line are the willows, the moving water, the nasturtiums in my neighbor’s yard,
the collie named “Lady” running up and down the chain-link fence next door, the
gooseberry and red currant patch beside the house, every curve of the creek,
the black spruce, a winter sun coming up into St. Mary’s Church in the morning,
Mount Susitna, Russian Jack Springs, and so much more. They are William Carlos
Williams’ “reddish, purplish, forked, upstanding, twiggy stuff of bushes.” They
are Keats’ autumn sun that would “touch the stubble plain with rosy hue”. All
quite romantic, I know, but what do we have, as writers, but the lists and the
catalogs of those images that obsess and fascinate us, and the early
experiences that taught us everything we know?
The repeated word or words can act like an anchor for the
imagination. Repetition, coming back, anaphora, whatever you’d like to call it
— the obsessive quality of this kind of writing is gorgeous to me. And listing
is not just for poets — I am sure many a fiction writer has pushed through a
stuck place with a list. Here is a link to some of my own list poems:
RANA DRAYTONII (California Red-Legged Frog)
For I
will consider my Cat Jeoffry.
he is the servant of the Living God duly and daily serving Him.
at the first glance of the glory of God in the East he worships in his Way.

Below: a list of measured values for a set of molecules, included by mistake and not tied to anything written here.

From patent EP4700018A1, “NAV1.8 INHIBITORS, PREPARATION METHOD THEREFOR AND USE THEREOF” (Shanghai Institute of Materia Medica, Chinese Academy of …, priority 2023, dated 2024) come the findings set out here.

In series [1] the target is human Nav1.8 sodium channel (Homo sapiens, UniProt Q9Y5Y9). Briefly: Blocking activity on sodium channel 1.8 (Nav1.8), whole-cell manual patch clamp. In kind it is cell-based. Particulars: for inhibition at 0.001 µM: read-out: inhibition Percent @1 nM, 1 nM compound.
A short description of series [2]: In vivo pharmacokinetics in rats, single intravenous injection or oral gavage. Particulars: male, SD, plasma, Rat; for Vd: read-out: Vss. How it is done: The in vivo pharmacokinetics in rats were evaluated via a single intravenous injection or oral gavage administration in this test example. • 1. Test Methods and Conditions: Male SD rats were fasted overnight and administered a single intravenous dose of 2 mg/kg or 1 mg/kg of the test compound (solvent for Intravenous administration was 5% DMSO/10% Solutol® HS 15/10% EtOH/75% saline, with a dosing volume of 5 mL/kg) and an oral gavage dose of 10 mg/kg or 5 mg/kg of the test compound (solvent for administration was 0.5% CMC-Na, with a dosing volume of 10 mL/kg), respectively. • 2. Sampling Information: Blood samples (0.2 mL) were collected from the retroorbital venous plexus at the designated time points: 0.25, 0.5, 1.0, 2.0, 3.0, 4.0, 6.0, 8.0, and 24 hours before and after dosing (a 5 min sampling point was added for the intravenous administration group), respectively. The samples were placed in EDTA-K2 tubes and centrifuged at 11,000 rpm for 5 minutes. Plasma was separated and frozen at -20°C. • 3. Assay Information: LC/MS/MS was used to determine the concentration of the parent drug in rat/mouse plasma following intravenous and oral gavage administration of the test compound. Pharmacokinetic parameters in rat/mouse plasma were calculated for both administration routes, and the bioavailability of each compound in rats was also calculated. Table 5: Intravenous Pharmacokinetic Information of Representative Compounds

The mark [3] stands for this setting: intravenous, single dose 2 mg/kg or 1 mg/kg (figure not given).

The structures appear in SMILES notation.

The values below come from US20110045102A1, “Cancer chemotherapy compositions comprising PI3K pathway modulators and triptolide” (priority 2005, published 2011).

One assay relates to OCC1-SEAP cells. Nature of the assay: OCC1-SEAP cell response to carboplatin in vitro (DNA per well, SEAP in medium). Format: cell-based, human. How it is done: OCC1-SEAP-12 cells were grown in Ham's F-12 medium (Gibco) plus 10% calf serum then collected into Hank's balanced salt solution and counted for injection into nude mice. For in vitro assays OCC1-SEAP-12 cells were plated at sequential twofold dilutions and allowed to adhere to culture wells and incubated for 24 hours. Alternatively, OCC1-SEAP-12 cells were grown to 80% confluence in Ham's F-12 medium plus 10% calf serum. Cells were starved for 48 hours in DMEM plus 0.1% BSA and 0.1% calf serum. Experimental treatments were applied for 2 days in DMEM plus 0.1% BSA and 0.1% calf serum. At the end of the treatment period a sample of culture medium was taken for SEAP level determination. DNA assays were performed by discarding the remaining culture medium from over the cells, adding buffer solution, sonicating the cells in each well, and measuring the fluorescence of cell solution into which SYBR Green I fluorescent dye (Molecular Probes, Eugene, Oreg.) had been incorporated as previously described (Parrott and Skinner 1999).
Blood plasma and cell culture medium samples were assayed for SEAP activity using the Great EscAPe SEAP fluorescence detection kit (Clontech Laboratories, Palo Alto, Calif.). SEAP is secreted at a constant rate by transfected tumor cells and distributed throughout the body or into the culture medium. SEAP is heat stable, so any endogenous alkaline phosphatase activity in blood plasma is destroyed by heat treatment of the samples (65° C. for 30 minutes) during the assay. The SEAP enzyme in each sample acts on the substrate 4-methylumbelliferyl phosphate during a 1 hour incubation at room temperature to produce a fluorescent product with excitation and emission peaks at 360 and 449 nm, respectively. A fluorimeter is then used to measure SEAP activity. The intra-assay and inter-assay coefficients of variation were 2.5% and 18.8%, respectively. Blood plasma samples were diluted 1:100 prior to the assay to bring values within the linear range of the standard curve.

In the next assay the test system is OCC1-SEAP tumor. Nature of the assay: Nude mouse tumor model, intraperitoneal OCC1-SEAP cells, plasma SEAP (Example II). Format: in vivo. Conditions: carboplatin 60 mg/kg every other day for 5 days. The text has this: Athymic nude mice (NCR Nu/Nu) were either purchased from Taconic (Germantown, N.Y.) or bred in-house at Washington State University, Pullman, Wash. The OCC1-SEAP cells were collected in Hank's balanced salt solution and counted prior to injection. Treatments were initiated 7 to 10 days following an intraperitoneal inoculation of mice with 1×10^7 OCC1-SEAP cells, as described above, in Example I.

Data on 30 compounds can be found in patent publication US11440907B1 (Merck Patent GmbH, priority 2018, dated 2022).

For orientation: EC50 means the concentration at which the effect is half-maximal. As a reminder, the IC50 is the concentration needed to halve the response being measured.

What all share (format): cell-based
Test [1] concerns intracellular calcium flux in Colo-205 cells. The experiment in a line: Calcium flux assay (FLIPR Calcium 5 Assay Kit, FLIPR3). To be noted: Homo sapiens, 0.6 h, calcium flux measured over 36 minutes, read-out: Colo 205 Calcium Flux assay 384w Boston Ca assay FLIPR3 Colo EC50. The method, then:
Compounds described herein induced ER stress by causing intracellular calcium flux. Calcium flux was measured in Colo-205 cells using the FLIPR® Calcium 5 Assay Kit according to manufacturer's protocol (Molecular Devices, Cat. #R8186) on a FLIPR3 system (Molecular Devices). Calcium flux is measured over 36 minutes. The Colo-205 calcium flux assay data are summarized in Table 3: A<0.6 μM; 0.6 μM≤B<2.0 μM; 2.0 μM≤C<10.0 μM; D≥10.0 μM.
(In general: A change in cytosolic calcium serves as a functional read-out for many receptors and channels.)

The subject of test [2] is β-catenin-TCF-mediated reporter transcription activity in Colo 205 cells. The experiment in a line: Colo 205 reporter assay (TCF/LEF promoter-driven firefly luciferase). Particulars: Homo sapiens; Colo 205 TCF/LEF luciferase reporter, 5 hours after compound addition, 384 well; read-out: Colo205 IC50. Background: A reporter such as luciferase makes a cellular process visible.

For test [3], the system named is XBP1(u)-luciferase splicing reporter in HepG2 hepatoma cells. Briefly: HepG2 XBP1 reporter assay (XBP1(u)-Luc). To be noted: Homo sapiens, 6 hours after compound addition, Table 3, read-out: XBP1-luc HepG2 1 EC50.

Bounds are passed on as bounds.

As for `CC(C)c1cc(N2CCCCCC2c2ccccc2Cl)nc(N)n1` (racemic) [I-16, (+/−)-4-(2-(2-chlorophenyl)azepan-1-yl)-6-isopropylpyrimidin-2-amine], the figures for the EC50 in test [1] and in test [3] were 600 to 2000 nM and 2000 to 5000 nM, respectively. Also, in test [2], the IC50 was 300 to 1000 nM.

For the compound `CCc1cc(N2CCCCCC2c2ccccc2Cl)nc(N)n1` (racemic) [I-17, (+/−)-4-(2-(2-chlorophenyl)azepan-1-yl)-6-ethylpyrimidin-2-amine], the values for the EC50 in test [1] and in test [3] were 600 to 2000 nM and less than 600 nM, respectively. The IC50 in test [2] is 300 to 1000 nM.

this is done by wreathing his body seven times round with elegant quickness.
Christopher Smart (1722-1771), Jubilate
for my
hands also held him
for he
was dry and tiny at the edge of the pond
            where the mud shone
for the
rain arrived with the tides and it filled my dreams
            and in my dreams we gazed into our
own skulls
for the
poem rose up the tree trunk
paint held the dust motes and pigment
            and the young man painted an owl on
the bricks
            and it was good
there were the torn clouds
            and sea lavender   the purple
behind the white latticework the weeds glowed
            and a light arrived from the coast
            and the hissing was high in the
for he
also held me in his hands
for the
end of life is nothing
for a
fragrant sage blew in from the desert
            and the hummingbird and woodpecker
                        their sounds in the
for the
man on the corner in the twilight 
for the
bluish smoke
for he
called to my beloved on the other side
            and i nearly sensed her
for the
turtle in the ocean filled with eggs
for the
burrs and the weeds
for the
shape of feathers
            and the ways in which they feel
                        against the skin  
their fine hooks and barbs
for he
dies every day of starvation
            and of thirst and of abandonment
for the
ways in which we take our leave are manifold and growing
for the
sound of his voice was like nothing
            and was like everything
for the
soil held it all rotting
for the
flame and the bowl of fresh water
for the
music of the pearly throat
            and the pond that finally
                        called us all by name

If you are interested in learning more about this technique or working with Caroline Goodwin, she is teaching a class entitled “List and Litany” in Anchorage on December 12, in Juneau on December 17, and in Sitka on December 19. For more information or to register, please go the 49 Writers website.